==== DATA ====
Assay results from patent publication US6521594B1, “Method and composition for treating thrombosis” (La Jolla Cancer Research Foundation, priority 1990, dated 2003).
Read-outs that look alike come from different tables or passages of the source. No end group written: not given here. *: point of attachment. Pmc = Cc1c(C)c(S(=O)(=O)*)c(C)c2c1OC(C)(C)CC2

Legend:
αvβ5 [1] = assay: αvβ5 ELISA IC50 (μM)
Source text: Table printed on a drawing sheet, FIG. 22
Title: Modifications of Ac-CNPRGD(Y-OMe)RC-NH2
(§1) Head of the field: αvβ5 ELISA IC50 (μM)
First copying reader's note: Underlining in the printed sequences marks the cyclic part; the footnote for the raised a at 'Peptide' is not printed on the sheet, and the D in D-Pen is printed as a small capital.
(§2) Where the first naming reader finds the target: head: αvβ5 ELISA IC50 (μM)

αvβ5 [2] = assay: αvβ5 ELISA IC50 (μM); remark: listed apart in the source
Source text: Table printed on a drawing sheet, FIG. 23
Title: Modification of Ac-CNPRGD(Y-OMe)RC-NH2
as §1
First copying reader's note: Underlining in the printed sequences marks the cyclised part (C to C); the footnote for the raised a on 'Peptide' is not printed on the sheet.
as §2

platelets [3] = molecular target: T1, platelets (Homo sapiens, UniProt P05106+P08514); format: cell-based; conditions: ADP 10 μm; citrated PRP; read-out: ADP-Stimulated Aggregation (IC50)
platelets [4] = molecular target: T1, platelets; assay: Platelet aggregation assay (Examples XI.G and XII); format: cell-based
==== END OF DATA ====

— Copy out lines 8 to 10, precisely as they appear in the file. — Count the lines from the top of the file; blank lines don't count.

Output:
First copying reader's note: Underlining in the printed sequences marks the cyclic part; the footnote for the raised a at 'Peptide' is not printed on the sheet, and the D in D-Pen is printed as a small capital.
(§2) Where the first naming reader finds the target: head: αvβ5 ELISA IC50 (μM)

αvβ5 [2] = assay: αvβ5 ELISA IC50 (μM); remark: listed apart in the source